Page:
Dr. Anne shook her head. “Take it as a friendly F.Y.I.” She laid a gloved hand on Clare’s arm. “There are still some people in this church who aren’t too keen on the idea of a female priest. Don’t give them any ammunition, okay?”
“I’ll try to be a credit to my gender,” Clare said.
Doctor Anne laughed. “Good enough. Hey, where’s that rotten kid of mine? Willem?”
The boy’s voice came from the far side of the church. “Mom! Reverend Clare! Take a look at this!”
Doctor Anne looked questioningly at Clare, then set off toward her son. Clare followed, pulling her chasuble over her head as she walked. Willem was standing near the half way point of the north wall of the church. As Clare and his mother approached, he pointed to the deeply embrasured window there, a stained glass depiction of stately angels leading a group of children to Jesus, enthroned in glory. It had always been an odd window to Clare’s thinking--it was obviously a recent addition, done in a modern mosaic style favored in the 1970s. And the inscription wasn’t, as one might expect of such a scene, “Suffer the little children to come until me,” or “Unless ye be as little children.” Instead, two of the angels faced the viewer, holding shields with a verse from Lamentations: “But though he cause grief, yet will he have compassion according to the multitude of his mercies. For he doth not afflict willingly nor grieve the children of men.”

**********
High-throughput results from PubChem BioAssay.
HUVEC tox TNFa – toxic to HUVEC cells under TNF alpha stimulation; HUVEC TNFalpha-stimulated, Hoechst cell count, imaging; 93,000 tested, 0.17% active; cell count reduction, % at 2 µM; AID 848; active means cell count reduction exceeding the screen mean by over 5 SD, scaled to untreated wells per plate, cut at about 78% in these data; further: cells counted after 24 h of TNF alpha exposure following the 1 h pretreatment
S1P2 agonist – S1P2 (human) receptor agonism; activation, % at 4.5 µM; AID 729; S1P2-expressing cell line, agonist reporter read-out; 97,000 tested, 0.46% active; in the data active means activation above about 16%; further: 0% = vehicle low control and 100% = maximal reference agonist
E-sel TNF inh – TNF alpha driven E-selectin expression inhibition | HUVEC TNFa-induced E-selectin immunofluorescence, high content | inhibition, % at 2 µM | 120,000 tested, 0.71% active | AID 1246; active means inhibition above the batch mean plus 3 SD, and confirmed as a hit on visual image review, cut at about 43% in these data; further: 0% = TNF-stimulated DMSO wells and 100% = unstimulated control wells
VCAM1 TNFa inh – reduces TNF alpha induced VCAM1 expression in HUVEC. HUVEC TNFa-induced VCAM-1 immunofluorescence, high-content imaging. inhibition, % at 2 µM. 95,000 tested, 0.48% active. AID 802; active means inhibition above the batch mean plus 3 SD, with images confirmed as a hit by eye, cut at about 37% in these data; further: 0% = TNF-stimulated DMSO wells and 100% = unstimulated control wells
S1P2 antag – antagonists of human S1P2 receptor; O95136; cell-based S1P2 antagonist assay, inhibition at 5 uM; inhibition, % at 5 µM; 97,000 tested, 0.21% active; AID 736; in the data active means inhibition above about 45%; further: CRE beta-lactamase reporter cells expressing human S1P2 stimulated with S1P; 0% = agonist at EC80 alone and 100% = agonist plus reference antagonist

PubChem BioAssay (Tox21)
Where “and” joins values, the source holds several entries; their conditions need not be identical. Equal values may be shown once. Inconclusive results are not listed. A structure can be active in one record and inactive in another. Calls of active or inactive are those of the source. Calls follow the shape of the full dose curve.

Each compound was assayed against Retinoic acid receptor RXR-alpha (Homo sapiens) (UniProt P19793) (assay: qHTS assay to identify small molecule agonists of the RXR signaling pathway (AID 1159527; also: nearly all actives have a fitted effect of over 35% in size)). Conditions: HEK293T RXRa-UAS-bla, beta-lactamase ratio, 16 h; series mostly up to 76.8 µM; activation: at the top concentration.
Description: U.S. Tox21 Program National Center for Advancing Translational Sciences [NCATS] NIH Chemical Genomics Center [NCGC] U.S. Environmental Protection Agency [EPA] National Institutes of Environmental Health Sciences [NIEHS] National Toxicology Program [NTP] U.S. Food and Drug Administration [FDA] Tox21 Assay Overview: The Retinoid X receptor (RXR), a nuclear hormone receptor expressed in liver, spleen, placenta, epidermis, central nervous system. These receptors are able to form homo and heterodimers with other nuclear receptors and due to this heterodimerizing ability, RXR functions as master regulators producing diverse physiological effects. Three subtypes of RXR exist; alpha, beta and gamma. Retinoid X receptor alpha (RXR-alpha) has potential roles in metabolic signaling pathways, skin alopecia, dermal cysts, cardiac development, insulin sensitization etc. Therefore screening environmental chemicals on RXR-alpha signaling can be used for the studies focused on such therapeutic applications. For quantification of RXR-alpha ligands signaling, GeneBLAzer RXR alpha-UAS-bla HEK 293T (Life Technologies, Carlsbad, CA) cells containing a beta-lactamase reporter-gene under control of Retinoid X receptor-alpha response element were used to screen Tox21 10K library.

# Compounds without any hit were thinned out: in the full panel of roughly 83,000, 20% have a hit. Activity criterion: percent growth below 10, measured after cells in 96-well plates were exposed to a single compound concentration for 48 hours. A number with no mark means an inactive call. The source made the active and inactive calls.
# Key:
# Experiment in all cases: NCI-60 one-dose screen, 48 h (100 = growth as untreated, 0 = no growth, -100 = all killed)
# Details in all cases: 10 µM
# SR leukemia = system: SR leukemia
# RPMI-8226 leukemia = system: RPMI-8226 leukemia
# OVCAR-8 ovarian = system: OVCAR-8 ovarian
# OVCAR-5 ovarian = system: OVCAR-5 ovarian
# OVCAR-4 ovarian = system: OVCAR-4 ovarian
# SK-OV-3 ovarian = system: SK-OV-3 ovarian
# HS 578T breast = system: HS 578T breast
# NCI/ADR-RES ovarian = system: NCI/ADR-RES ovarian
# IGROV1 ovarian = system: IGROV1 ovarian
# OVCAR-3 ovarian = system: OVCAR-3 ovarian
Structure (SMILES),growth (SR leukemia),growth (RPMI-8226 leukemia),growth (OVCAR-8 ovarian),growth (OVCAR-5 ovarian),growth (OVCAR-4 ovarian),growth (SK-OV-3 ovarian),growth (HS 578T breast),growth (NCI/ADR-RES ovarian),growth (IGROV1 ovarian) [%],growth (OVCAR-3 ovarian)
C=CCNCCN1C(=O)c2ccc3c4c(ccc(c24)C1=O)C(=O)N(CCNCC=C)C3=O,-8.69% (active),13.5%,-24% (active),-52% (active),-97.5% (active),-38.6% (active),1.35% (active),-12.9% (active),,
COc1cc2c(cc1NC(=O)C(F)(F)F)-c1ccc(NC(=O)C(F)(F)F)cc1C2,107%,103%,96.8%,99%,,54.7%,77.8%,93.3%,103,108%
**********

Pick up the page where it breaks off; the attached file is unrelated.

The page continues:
It was not the singular artwork or the gloomy verse that had caught Willem Ellis’s attention, though. It was water. Seeping from the top of the embrasure, running down the edges of the window, puddling at the deep sill and making ugly brown tracks along the pale stone wall.
“Oh, my God,” Doctor Anne said.
St. Alban’s had been built along traditional gothic lines, with the long walls to the north and south jutting away from the lofty-ceilinged central nave. These north and south aisles were sheltered under roofs a mere ten or twelve feet high, so that when Clare looked up, she could easily see the warmly-stained pine boards, carefully lapped like ship’s planking. And although the storm darkness outside leached away much of the light that normally spilled through the stained glass windows, Clare could also see the blotches spreading along the boards’ joints, giving the interior roof the brackish, mottled look of something old and unpleasantly moldy.
Clare’s silence made Doctor Anne and Willem look up, too. As they watched, a fat droplet squeezed from one of the patches and fell with a splat onto the polished wooden pew below.
“This is not good,” Clare said.
“So what did you do?” Millers Kill’s chief of police dipped a steak fry into a paper tub of ketchup and popped it into his mouth.
Clare leaned back against the crimson vinyl seat and looked out the wide window of the Kreemy Kakes Diner. Icy rain splattered the passing cars and clung to the trees, bending their branches low to the sidewalk. Across the street, the Merchants and Farmers Bank had fluorescent orange warning cones on their granite steps, which were so slick that entering to make a deposit was an exercise in ice-climbing.